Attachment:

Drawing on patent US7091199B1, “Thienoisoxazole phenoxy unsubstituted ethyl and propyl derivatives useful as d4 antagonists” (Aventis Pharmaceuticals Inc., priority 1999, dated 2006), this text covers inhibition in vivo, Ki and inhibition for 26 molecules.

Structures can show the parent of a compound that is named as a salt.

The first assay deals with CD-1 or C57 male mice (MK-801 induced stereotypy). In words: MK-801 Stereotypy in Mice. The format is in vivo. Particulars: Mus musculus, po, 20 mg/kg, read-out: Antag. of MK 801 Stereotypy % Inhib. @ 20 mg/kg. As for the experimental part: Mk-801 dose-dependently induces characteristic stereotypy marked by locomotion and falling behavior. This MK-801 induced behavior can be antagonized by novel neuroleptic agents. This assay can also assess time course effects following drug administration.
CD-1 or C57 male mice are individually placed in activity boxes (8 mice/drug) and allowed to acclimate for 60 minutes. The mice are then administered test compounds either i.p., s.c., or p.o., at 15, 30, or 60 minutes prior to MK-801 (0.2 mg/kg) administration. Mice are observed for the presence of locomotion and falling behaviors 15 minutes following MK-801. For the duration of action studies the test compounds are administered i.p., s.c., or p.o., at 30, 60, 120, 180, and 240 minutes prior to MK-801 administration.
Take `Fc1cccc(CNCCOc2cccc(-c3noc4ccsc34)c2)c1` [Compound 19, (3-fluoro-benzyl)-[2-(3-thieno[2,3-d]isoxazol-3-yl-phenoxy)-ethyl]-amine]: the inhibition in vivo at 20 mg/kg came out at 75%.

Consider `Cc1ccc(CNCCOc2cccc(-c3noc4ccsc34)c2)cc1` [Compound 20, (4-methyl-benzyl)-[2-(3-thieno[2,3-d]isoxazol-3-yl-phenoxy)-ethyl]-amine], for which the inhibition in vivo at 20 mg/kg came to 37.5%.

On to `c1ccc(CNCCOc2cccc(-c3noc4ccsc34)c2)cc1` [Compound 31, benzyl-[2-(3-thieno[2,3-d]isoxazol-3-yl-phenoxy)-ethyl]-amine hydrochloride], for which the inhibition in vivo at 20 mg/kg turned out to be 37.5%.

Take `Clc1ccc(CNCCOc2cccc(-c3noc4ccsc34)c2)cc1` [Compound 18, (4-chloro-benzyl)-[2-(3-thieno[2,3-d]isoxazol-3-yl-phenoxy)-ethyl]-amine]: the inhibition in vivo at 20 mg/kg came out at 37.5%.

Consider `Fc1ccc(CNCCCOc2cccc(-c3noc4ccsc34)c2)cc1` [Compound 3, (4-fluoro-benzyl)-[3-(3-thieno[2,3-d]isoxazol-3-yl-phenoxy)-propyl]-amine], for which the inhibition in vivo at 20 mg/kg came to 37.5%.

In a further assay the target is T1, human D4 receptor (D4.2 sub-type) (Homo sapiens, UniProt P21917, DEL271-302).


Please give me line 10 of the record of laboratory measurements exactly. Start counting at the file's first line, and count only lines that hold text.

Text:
In a further assay the target is T1, human D4 receptor (D4.2 sub-type) (Homo sapiens, UniProt P21917, DEL271-302).